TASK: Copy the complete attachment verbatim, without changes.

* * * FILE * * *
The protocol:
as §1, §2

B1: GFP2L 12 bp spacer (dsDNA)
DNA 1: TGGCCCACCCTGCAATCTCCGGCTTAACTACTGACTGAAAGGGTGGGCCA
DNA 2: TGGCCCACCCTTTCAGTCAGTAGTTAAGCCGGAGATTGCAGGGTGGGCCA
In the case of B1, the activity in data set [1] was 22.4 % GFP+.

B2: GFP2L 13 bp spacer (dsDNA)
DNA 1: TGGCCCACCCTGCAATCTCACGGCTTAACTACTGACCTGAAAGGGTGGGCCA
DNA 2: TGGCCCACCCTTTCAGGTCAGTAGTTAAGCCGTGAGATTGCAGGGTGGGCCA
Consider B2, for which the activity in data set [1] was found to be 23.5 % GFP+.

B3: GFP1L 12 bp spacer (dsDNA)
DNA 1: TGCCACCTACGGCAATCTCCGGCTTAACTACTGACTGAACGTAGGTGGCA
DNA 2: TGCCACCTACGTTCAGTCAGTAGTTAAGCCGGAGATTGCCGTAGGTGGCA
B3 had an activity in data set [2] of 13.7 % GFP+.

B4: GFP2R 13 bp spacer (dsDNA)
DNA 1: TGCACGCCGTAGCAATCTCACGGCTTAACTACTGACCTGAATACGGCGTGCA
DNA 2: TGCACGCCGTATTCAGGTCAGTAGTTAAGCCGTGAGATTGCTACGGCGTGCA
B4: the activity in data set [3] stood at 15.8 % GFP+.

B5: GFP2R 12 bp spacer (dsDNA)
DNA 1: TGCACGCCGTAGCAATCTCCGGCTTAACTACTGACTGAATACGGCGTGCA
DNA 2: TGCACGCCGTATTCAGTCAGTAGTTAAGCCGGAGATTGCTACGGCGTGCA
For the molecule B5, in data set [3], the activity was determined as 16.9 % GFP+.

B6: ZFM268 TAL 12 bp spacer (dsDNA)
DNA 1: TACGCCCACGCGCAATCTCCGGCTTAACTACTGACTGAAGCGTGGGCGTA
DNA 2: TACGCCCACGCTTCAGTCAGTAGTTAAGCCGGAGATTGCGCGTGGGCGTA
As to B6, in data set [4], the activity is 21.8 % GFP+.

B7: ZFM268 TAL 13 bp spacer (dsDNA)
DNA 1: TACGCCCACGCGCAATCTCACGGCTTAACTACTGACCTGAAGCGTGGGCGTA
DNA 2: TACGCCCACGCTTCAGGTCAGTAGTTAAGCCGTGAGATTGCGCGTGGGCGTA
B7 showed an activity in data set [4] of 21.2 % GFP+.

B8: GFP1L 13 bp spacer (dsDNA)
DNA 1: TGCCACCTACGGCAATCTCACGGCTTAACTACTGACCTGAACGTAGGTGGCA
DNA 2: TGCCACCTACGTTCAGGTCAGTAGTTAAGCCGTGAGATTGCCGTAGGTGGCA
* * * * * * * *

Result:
The protocol:
as §1, §2

B1: GFP2L 12 bp spacer (dsDNA)
DNA 1: TGGCCCACCCTGCAATCTCCGGCTTAACTACTGACTGAAAGGGTGGGCCA
DNA 2: TGGCCCACCCTTTCAGTCAGTAGTTAAGCCGGAGATTGCAGGGTGGGCCA
In the case of B1, the activity in data set [1] was 22.4 % GFP+.

B2: GFP2L 13 bp spacer (dsDNA)
DNA 1: TGGCCCACCCTGCAATCTCACGGCTTAACTACTGACCTGAAAGGGTGGGCCA
DNA 2: TGGCCCACCCTTTCAGGTCAGTAGTTAAGCCGTGAGATTGCAGGGTGGGCCA
Consider B2, for which the activity in data set [1] was found to be 23.5 % GFP+.

B3: GFP1L 12 bp spacer (dsDNA)
DNA 1: TGCCACCTACGGCAATCTCCGGCTTAACTACTGACTGAACGTAGGTGGCA
DNA 2: TGCCACCTACGTTCAGTCAGTAGTTAAGCCGGAGATTGCCGTAGGTGGCA
B3 had an activity in data set [2] of 13.7 % GFP+.

B4: GFP2R 13 bp spacer (dsDNA)
DNA 1: TGCACGCCGTAGCAATCTCACGGCTTAACTACTGACCTGAATACGGCGTGCA
DNA 2: TGCACGCCGTATTCAGGTCAGTAGTTAAGCCGTGAGATTGCTACGGCGTGCA
B4: the activity in data set [3] stood at 15.8 % GFP+.

B5: GFP2R 12 bp spacer (dsDNA)
DNA 1: TGCACGCCGTAGCAATCTCCGGCTTAACTACTGACTGAATACGGCGTGCA
DNA 2: TGCACGCCGTATTCAGTCAGTAGTTAAGCCGGAGATTGCTACGGCGTGCA
For the molecule B5, in data set [3], the activity was determined as 16.9 % GFP+.

B6: ZFM268 TAL 12 bp spacer (dsDNA)
DNA 1: TACGCCCACGCGCAATCTCCGGCTTAACTACTGACTGAAGCGTGGGCGTA
DNA 2: TACGCCCACGCTTCAGTCAGTAGTTAAGCCGGAGATTGCGCGTGGGCGTA
As to B6, in data set [4], the activity is 21.8 % GFP+.

B7: ZFM268 TAL 13 bp spacer (dsDNA)
DNA 1: TACGCCCACGCGCAATCTCACGGCTTAACTACTGACCTGAAGCGTGGGCGTA
DNA 2: TACGCCCACGCTTCAGGTCAGTAGTTAAGCCGTGAGATTGCGCGTGGGCGTA
B7 showed an activity in data set [4] of 21.2 % GFP+.

B8: GFP1L 13 bp spacer (dsDNA)
DNA 1: TGCCACCTACGGCAATCTCACGGCTTAACTACTGACCTGAACGTAGGTGGCA
DNA 2: TGCCACCTACGTTCAGGTCAGTAGTTAAGCCGTGAGATTGCCGTAGGTGGCA